Chennai / Hyderabad: Siblings Alpa and Chetan Mehta have racked up Rs 65,000 bills under Covid-19 treatment at their home in New Delhi. Although they were covered for home treatment, their claim was rejected by their insurer because “the standard line of treatment was not followed”. The Mehtas have contacted the Insurance Ombudsman and are awaiting a response.
In April, 61-year-old T Vijaya from Hyderabad filed a claim for 19,400 rupees for Covid-19 home treatment, but only received 12,000 rupees under his family retirement plan.
Last year, the IRDA ordered all insurers that offer home treatment as part of their health insurance policies to cover Covid-19 home treatment. Companies have also been urged to offer a specialized ‘Corona Kavach’ policy to reimburse Covid treatment costs, including for home treatment. Yet many companies do not cover home treatment for Covid-19.
Since most patients have mild symptoms, the majority opt for home treatment. They now find their claims rejected or paid for a lesser amount. Companies have limits ranging from 15,000 rupees to 20,000 rupees for home care. For those seeking home treatment due to a shortage of oxygen hospital beds, the limits are woefully inadequate. “We need to sit down with our actuaries and see if any requests for higher limits are possible,” said United India Insurance CMD Girish Radhakrishnan, “The demand is coming from our corporate clients.” United India has a limit of Rs 15,000 for home care, while for a selected category of policies there are no such limits.
“Renting oxygen cylinders is enough to erase the limits. In addition, teleconsulting with infectious disease specialists or pulmonologists can cost as much as Rs 1,500 per session, ”said Sanjay Datta, Claims and Underwriting Manager at ICICI Lombard. ICICI Lombard only covers claims for in-home hospital-type treatment and excludes police quarantine costs.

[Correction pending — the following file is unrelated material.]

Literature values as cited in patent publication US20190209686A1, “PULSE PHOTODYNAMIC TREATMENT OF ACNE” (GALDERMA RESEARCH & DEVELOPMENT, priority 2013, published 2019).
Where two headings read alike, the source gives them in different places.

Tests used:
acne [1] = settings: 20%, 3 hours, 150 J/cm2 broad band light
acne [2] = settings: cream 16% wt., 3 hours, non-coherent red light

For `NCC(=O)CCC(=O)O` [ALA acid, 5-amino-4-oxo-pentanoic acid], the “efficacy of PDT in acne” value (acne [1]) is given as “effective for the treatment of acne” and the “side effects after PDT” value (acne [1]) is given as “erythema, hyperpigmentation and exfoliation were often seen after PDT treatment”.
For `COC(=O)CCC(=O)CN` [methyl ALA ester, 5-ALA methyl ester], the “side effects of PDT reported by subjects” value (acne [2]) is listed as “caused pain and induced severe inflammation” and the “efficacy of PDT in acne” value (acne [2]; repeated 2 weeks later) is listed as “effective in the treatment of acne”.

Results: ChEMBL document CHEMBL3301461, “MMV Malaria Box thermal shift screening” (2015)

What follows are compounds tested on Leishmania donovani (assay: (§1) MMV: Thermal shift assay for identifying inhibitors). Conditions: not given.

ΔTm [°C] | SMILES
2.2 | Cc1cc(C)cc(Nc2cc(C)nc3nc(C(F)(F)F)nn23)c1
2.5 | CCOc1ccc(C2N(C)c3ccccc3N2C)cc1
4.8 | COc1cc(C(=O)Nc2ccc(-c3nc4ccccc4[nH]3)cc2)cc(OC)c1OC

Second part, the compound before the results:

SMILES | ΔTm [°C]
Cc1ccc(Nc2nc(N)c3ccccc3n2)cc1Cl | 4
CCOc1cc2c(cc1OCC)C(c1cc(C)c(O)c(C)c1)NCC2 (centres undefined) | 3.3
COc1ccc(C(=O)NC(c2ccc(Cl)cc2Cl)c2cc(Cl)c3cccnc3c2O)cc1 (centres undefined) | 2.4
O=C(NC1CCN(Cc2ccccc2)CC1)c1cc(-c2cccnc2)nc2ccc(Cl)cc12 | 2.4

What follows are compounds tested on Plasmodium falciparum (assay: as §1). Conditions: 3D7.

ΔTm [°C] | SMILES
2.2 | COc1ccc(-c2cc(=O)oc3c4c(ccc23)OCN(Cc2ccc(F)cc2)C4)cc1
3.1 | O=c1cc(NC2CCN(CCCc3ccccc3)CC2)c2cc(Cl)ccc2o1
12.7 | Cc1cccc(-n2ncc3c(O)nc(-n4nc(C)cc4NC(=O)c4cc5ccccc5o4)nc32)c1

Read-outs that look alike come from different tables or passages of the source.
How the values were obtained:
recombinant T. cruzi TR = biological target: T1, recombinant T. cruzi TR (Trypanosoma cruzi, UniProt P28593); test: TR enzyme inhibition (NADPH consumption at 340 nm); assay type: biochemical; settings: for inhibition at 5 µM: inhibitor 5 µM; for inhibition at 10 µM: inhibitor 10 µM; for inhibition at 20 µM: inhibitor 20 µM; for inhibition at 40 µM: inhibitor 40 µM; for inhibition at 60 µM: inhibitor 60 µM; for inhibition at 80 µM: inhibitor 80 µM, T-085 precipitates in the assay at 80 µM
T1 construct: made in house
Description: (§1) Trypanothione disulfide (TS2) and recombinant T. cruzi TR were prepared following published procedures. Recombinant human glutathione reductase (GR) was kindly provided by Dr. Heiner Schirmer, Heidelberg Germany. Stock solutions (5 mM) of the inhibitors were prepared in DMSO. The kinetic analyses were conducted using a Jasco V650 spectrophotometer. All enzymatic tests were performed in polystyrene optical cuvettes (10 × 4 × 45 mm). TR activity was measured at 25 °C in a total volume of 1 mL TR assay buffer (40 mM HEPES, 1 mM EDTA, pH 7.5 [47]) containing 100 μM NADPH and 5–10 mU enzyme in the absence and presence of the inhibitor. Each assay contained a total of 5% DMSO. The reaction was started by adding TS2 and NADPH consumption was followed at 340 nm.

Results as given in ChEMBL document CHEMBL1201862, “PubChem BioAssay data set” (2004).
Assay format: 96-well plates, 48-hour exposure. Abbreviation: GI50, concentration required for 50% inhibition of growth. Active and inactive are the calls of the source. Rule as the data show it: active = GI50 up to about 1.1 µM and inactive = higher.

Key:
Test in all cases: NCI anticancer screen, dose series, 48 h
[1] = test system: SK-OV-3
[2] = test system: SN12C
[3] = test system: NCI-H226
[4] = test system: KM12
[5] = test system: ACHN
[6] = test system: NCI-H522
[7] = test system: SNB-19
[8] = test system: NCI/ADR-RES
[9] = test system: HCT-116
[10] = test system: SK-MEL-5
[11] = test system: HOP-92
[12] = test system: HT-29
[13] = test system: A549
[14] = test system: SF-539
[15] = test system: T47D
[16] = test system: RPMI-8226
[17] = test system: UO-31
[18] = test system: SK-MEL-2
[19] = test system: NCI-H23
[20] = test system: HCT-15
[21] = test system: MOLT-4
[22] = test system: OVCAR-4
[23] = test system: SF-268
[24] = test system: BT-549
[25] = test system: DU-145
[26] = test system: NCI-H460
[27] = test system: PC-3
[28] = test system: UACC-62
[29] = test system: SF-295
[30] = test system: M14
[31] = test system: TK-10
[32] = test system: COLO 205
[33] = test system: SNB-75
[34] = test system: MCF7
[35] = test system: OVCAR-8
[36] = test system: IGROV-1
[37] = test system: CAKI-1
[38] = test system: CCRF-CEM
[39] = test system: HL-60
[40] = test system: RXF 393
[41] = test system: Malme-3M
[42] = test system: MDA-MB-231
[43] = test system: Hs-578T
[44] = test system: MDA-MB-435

Star Health, which was among the first to introduce plans for the home, offers a kit that includes a pulse oximeter and a thermometer. “We have set a limit of Rs 20,000 which will be sufficient to cover mild infections. If the infection is moderate to severe, the insured will go to the hospital, ”Star Health doctor Dr S Prakash said.
Insurance Samadhan co-founder Shailesh Kumar said: “Many Corona Kavach claims are being rejected because people would have opted for the rapid antigen test instead of the RT-PCR test. In addition, home treatment must be prescribed by a doctor working in a hospital … many people miss these details. And their claims are rejected. ”
General Insurance Council (GI Council), an association of general insurers, said home care claims must be reasonable. “You can’t have sky-high bills for home care. Our estimates show that this may at best be 20% of what a hospital bill would be for a case without co-morbidities, ”a council official told TOI.